Generalised onset seizures

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Generalized Onset Seizures

Tonic Seizures

Tonic Seizure: Characterized by sudden stiffness, leading to a fall with little or no protection. Individuals may sustain facial injuries, prompting the use of helmets for protection.

Tonic-Clonic Seizure: Limbs convulse without initial stiffness, often resulting in falls and head injuries. Recovery may be prolonged.

Atonic Seizures

Atonic Seizure: Involves sudden loss of muscle tone, causing the person to go limp and fall heavily. Recovery can be rapid, but head and facial injuries are common.

Myoclonic Seizures

Myoclonic Seizure: Brief, forceful jerking motions, which can affect one or both sides of the body. These can occur in series, lasting for several hours.

Absence Seizures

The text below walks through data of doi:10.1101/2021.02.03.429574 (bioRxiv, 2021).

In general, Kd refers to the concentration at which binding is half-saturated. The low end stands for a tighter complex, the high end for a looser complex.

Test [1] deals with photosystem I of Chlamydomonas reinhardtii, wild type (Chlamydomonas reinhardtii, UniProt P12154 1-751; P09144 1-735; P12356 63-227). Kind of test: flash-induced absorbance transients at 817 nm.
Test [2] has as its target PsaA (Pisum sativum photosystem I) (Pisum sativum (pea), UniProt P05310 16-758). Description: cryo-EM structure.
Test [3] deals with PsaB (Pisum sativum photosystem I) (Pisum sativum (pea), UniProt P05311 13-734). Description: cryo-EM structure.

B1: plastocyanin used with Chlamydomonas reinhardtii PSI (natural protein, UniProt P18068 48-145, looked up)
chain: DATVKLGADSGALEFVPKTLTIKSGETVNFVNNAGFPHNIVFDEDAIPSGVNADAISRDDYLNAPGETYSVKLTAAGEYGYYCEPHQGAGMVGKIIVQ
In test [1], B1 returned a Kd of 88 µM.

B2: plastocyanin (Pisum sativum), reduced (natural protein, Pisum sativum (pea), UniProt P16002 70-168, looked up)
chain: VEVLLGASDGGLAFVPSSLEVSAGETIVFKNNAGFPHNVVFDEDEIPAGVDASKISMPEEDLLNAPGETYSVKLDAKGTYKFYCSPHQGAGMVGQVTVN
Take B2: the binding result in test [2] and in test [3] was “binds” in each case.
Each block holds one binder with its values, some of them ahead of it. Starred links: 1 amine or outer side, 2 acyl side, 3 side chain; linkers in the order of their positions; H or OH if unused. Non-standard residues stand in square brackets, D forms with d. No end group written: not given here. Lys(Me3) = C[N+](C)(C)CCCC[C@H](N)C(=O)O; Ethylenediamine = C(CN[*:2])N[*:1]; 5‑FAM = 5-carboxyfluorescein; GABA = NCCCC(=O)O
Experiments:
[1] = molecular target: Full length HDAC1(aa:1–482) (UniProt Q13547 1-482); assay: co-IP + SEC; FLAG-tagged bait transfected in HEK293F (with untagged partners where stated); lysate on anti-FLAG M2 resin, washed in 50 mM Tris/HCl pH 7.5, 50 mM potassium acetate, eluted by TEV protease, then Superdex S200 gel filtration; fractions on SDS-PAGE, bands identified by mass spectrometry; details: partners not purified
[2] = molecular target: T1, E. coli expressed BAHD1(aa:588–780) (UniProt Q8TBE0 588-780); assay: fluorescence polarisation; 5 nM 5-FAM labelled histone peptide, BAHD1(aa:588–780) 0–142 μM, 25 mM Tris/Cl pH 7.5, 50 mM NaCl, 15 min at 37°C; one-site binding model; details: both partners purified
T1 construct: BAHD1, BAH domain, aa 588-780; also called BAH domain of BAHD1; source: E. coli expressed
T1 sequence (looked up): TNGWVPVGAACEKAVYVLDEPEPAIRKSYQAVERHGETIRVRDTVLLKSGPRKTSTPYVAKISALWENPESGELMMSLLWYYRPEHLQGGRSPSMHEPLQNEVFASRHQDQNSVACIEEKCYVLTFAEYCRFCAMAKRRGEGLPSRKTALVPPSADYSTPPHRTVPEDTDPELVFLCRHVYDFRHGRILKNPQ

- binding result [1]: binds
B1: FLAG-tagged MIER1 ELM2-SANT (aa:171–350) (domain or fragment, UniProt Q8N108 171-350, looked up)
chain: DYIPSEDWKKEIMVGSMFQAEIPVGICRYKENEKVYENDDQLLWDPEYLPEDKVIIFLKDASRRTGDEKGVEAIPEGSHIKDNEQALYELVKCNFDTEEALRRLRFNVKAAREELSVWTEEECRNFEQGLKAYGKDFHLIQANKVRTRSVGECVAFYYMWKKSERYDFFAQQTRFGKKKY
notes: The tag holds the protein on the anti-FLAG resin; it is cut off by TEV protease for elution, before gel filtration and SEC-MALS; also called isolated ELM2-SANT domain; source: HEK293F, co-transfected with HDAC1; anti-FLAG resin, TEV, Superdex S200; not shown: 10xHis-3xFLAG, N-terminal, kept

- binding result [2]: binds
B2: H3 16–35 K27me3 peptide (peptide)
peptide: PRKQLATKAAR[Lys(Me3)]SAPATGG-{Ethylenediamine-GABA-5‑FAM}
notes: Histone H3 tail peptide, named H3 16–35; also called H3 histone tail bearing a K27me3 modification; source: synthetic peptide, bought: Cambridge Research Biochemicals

Absence Seizure: Brief loss of consciousness, typically with no other symptoms. Individuals may exhibit changes in muscle tone and posture, with each seizure lasting a few seconds.

Atypical Absence Seizures

Atypical Absence Seizure: Similar to absence seizures but may involve more pronounced jerking or automatic movements. These can last for several seconds and may occur over a prolonged period.

Lennox-Gastaut Syndrome

Lennox-Gastaut Syndrome: Children with this syndrome may experience atypical absence seizures. Medication prescribed by a doctor or neurologist can help manage these seizures.